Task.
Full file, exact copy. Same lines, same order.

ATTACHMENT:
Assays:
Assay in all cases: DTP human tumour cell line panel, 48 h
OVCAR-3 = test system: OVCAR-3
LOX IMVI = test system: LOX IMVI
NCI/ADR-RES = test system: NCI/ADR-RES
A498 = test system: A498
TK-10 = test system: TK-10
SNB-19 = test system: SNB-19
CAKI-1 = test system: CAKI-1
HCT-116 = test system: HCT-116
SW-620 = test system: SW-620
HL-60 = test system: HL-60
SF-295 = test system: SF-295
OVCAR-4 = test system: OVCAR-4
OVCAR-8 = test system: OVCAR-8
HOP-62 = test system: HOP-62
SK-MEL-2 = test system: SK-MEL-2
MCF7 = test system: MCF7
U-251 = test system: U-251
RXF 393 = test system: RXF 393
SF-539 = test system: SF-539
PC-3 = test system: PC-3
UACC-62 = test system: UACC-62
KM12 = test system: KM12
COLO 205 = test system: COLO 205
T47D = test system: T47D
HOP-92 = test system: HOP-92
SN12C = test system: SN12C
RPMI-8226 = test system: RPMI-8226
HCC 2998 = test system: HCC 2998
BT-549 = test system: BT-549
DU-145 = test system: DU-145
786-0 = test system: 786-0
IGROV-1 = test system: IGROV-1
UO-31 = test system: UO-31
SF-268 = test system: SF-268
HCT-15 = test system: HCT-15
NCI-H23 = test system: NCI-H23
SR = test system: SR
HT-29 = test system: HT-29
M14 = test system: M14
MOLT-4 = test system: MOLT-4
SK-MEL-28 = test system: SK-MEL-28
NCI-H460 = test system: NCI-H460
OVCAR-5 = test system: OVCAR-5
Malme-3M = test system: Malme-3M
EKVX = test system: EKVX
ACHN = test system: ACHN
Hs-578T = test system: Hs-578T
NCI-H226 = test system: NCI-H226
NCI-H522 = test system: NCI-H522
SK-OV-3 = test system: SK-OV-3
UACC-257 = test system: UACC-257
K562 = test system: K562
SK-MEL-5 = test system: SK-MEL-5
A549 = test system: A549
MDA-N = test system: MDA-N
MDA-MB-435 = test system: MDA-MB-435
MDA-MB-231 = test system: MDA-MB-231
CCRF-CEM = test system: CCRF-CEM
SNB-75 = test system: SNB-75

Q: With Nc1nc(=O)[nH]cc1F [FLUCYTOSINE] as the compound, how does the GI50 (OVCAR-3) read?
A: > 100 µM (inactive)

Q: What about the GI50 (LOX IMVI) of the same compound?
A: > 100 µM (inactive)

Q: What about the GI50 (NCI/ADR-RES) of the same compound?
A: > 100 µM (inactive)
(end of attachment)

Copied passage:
Assays:
Assay in all cases: DTP human tumour cell line panel, 48 h
OVCAR-3 = test system: OVCAR-3
LOX IMVI = test system: LOX IMVI
NCI/ADR-RES = test system: NCI/ADR-RES
A498 = test system: A498
TK-10 = test system: TK-10
SNB-19 = test system: SNB-19
CAKI-1 = test system: CAKI-1
HCT-116 = test system: HCT-116
SW-620 = test system: SW-620
HL-60 = test system: HL-60
SF-295 = test system: SF-295
OVCAR-4 = test system: OVCAR-4
OVCAR-8 = test system: OVCAR-8
HOP-62 = test system: HOP-62
SK-MEL-2 = test system: SK-MEL-2
MCF7 = test system: MCF7
U-251 = test system: U-251
RXF 393 = test system: RXF 393
SF-539 = test system: SF-539
PC-3 = test system: PC-3
UACC-62 = test system: UACC-62
KM12 = test system: KM12
COLO 205 = test system: COLO 205
T47D = test system: T47D
HOP-92 = test system: HOP-92
SN12C = test system: SN12C
RPMI-8226 = test system: RPMI-8226
HCC 2998 = test system: HCC 2998
BT-549 = test system: BT-549
DU-145 = test system: DU-145
786-0 = test system: 786-0
IGROV-1 = test system: IGROV-1
UO-31 = test system: UO-31
SF-268 = test system: SF-268
HCT-15 = test system: HCT-15
NCI-H23 = test system: NCI-H23
SR = test system: SR
HT-29 = test system: HT-29
M14 = test system: M14
MOLT-4 = test system: MOLT-4
SK-MEL-28 = test system: SK-MEL-28
NCI-H460 = test system: NCI-H460
OVCAR-5 = test system: OVCAR-5
Malme-3M = test system: Malme-3M
EKVX = test system: EKVX
ACHN = test system: ACHN
Hs-578T = test system: Hs-578T
NCI-H226 = test system: NCI-H226
NCI-H522 = test system: NCI-H522
SK-OV-3 = test system: SK-OV-3
UACC-257 = test system: UACC-257
K562 = test system: K562
SK-MEL-5 = test system: SK-MEL-5
A549 = test system: A549
MDA-N = test system: MDA-N
MDA-MB-435 = test system: MDA-MB-435
MDA-MB-231 = test system: MDA-MB-231
CCRF-CEM = test system: CCRF-CEM
SNB-75 = test system: SNB-75

Q: With Nc1nc(=O)[nH]cc1F [FLUCYTOSINE] as the compound, how does the GI50 (OVCAR-3) read?
A: > 100 µM (inactive)

Q: What about the GI50 (LOX IMVI) of the same compound?
A: > 100 µM (inactive)

Q: What about the GI50 (NCI/ADR-RES) of the same compound?
A: > 100 µM (inactive)